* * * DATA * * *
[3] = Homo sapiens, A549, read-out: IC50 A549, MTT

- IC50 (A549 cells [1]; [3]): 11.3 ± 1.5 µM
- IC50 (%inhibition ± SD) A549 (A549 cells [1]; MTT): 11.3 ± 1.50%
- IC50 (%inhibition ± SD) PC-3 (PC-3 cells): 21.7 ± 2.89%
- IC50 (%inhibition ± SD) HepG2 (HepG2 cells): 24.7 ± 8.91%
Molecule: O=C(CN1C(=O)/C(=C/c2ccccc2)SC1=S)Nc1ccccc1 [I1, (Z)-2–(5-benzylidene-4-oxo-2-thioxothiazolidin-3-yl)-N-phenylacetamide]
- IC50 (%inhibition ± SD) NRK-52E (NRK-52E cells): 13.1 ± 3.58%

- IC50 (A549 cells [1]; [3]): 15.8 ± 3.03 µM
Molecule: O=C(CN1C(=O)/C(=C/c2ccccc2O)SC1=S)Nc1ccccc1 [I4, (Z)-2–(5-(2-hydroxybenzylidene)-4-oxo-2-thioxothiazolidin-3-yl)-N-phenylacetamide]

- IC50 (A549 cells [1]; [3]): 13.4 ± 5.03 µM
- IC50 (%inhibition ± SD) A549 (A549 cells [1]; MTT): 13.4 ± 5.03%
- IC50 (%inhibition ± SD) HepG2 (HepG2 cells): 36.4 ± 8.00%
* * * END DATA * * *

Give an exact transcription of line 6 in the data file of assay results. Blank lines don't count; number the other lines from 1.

Molecule: O=C(CN1C(=O)/C(=C/c2ccccc2)SC1=S)Nc1ccccc1 [I1, (Z)-2–(5-benzylidene-4-oxo-2-thioxothiazolidin-3-yl)-N-phenylacetamide]